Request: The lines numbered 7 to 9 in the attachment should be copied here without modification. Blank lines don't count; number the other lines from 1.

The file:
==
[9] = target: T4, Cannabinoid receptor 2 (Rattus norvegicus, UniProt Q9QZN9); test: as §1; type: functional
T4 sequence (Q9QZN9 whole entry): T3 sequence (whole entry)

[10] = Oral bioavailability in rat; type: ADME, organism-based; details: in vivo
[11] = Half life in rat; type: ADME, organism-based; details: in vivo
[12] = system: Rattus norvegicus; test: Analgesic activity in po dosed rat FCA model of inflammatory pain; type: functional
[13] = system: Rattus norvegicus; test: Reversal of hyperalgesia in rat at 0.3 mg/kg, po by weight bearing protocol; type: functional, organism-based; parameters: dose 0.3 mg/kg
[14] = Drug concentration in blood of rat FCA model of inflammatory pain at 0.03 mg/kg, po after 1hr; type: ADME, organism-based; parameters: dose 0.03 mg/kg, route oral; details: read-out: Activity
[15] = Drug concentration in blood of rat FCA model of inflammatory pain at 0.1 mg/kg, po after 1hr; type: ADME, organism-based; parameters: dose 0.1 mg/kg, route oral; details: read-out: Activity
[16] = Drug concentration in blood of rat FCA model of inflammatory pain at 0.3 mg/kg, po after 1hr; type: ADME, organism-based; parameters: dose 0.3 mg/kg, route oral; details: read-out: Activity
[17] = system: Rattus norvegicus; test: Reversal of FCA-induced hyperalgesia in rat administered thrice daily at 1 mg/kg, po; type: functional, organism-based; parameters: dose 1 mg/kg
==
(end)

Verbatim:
[14] = Drug concentration in blood of rat FCA model of inflammatory pain at 0.03 mg/kg, po after 1hr; type: ADME, organism-based; parameters: dose 0.03 mg/kg, route oral; details: read-out: Activity
[15] = Drug concentration in blood of rat FCA model of inflammatory pain at 0.1 mg/kg, po after 1hr; type: ADME, organism-based; parameters: dose 0.1 mg/kg, route oral; details: read-out: Activity
[16] = Drug concentration in blood of rat FCA model of inflammatory pain at 0.3 mg/kg, po after 1hr; type: ADME, organism-based; parameters: dose 0.3 mg/kg, route oral; details: read-out: Activity